The gospels are filled with references to Jesus going off early in the morning to spend hours with the Father. “But Jesus Himself would often slip away by Himself to pray.” This Luke 5:16 verse is echoed in Luke 6:12, Luke 9:28, Matthew 14:23, Mark 1:35-36, Mark 6:46, and John 6:15. He picked out his twelve after one such morning.
If Jesus required this in His own perfect life, this sitting, soaking, listening, sharing, why do we have such a burgeoning sense of self-reliance?
Martin Luther shared with a colleague that he had so much to do that day he needed to take the first three hours in prayer. When I was at Asbury college, I remember hearing about an Indian seminarian across the street who would try to fit his homework around his prayer, complaining he never had enough time on his knees and when did these Americans wait on God?
Over the years, I’ve seen a direct correlation between the light of Christ in my life and prayer. Sermons dusty? Sit. Wait. Pray. Marriage struggling? Sit. Wait. Pray. Maybe it’s just me who needs the waiting because I have so much to break through. I’m stubborn, prideful. It takes time to become pliable for Him. It takes listening and waiting and journaling and conversation, but a lot of just sitting still, expectant.
While waiting all of this happens:
1. We fold ourselves deep into humility. We recognize that we can’t do it on our own, without God our work is utterly empty. We lean in dependent and He breaks through the thick ice of our pride. We become a creature before the Creator.
2. Repentance comes. We get out of God’s way. What must I empty that is hindering God’s work? What needs to be confessed? What needs to be healed?
3. Wisdom comes. The Word is opened and we understand its correlation with the needs of the moment.
4. The Spirit comes. Our work is empowered.
Paul got it. He explains it to the Colossians: “Christ in me, the hope of glory. Him we proclaim, warning everyone and teaching everyone with all wisdom, that we may present everyone mature in Christ. For this I toil, struggling with all his energy that he powerfully works within me,” Colossians 1:27b-29.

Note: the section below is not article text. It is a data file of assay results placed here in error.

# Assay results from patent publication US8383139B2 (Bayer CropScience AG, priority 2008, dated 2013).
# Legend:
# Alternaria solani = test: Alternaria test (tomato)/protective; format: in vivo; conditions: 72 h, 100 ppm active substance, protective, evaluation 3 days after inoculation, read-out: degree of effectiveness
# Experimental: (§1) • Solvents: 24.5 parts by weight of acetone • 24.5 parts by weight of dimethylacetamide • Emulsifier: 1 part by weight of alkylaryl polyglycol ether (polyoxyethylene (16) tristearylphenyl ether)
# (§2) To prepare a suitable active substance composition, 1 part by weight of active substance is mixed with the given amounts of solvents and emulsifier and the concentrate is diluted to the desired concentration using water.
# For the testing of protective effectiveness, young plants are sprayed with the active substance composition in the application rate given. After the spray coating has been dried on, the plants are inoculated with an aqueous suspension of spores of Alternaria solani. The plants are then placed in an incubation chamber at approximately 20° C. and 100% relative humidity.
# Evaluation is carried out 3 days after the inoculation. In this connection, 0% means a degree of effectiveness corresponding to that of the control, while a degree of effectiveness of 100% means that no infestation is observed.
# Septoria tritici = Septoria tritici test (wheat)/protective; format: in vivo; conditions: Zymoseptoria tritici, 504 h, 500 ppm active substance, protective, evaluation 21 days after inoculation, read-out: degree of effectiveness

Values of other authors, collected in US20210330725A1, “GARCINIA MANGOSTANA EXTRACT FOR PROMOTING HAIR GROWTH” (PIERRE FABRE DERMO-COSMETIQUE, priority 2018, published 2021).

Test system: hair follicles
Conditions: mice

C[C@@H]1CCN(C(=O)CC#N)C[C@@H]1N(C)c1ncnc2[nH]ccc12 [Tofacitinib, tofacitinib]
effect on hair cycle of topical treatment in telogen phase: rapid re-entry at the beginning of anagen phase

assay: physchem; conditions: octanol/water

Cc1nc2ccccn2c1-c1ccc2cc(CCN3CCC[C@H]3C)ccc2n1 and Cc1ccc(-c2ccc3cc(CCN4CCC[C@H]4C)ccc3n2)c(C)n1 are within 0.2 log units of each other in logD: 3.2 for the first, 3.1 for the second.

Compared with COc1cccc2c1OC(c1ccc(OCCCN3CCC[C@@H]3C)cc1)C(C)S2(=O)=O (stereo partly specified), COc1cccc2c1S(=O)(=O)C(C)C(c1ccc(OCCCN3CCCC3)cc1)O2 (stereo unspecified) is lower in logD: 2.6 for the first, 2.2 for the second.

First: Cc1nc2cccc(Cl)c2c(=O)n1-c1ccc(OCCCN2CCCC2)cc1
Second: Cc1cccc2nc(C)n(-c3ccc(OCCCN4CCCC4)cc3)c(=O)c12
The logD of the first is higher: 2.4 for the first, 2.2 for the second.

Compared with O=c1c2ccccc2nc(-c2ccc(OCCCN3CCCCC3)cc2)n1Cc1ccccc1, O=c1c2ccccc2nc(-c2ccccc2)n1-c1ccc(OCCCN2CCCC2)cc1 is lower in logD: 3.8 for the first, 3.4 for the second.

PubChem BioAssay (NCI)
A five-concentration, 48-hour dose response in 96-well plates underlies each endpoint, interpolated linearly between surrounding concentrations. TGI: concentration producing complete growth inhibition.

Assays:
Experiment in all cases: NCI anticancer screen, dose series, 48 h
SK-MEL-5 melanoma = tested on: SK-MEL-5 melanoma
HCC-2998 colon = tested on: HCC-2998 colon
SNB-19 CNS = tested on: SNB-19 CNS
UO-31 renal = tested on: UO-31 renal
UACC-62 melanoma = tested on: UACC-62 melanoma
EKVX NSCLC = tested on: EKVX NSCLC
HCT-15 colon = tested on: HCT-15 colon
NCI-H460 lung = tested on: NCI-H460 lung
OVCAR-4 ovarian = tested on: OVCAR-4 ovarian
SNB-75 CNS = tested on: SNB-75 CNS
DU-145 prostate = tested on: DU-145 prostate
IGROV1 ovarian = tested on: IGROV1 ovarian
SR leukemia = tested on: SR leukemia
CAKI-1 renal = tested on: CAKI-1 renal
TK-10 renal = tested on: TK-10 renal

One of our Anglican bishops says that he believes we leak the Spirit in our daily lives. As we turn toward other sources to meet our needs, as we sin, as we depend upon ourselves, His power leaks out. He believes that the infilling is a constant need. I agree. That is why we wait. We wait for God present to transform our small offerings to God-empowered ministries.
We lift up our loaves and fish and pray they will be enough to nourish. We lift up our water and pray He will transform it to wine. We lift up our ordinary and wait to be broken and blessed.
We lift up our minuscule candle flame and ask Him to be the bellows. That’s how fires get started.
I pray for wisdom for this house mess, for Him to brood over this chaos. I pray for the Spirit’s power before I do spiritual direction. I pray for calm before I make the bedtime rounds. I pray before I write.
We wait for Him to ignite our spiritual giftings. When the Holy Spirit empowers, His fruit filters down to all areas of our lives (Galatians 5:22-25). Hallelujah because I need some serious patience around the morning rush.
He lights us and people see and they can warm their hands in our flame, but they will only truly get warm if they turn toward the Son, toward Jesus.
We just hope to light their way.
Thirsty for more?
Come pilgrimage with me. Slip your email into the connect box on the front page and we’ll journey together.
My favorite book on the subject? Terry Wardle’s Untamed Christian, Unleashed Church, a somewhat humorous and highly masculine book (sports analogies, man humor) about our need for the Holy Spirit. A must read. Perfect for clergy or laity.
pics from our trip to Italy and Wikimedia.com